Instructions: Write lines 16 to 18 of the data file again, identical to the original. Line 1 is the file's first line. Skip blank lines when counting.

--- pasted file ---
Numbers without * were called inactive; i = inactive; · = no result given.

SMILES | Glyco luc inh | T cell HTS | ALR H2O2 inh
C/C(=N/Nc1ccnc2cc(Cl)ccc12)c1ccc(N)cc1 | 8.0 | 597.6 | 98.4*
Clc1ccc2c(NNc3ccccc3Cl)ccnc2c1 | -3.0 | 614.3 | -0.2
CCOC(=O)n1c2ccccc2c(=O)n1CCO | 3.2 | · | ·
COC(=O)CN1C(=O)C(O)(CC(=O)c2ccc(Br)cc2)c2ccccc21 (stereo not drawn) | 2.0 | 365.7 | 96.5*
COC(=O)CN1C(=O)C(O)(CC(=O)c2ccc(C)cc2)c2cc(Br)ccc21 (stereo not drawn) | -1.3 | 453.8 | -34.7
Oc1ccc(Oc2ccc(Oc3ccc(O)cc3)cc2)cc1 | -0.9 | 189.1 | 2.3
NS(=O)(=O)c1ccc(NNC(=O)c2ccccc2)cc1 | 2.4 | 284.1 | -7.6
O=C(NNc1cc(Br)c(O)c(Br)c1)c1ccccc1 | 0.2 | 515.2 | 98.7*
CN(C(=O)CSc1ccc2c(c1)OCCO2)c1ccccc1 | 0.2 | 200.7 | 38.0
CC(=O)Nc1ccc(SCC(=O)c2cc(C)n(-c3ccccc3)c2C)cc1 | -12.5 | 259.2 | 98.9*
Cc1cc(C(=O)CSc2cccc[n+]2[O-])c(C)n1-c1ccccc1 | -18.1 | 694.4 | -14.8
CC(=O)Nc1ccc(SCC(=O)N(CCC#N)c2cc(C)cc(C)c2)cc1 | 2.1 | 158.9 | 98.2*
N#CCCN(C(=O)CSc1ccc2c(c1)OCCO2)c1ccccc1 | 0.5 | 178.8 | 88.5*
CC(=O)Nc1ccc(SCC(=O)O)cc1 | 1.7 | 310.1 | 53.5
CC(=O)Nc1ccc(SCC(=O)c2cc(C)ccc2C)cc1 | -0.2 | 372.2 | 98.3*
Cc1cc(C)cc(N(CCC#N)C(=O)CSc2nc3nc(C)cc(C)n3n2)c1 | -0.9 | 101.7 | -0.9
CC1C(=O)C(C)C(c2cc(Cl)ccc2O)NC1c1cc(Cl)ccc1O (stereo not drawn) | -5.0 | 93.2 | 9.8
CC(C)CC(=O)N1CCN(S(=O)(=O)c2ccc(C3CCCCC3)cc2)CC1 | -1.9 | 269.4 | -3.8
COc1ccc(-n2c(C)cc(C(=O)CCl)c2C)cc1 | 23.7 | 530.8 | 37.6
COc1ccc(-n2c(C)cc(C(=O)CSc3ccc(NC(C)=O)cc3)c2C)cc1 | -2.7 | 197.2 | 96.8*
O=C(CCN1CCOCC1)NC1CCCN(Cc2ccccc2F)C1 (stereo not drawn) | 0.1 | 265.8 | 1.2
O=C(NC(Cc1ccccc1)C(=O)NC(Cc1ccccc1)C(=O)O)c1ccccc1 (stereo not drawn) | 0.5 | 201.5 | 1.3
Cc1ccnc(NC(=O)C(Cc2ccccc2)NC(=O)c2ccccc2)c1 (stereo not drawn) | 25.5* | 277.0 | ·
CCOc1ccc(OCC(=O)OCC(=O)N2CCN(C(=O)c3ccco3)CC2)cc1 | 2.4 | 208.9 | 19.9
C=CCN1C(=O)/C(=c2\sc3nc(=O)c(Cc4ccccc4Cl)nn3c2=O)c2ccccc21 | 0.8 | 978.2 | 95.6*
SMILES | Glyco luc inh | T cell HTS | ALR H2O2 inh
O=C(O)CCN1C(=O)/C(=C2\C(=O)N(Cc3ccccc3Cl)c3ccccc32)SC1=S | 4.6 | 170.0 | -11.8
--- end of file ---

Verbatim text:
CC(=O)Nc1ccc(SCC(=O)O)cc1 | 1.7 | 310.1 | 53.5
CC(=O)Nc1ccc(SCC(=O)c2cc(C)ccc2C)cc1 | -0.2 | 372.2 | 98.3*
Cc1cc(C)cc(N(CCC#N)C(=O)CSc2nc3nc(C)cc(C)n3n2)c1 | -0.9 | 101.7 | -0.9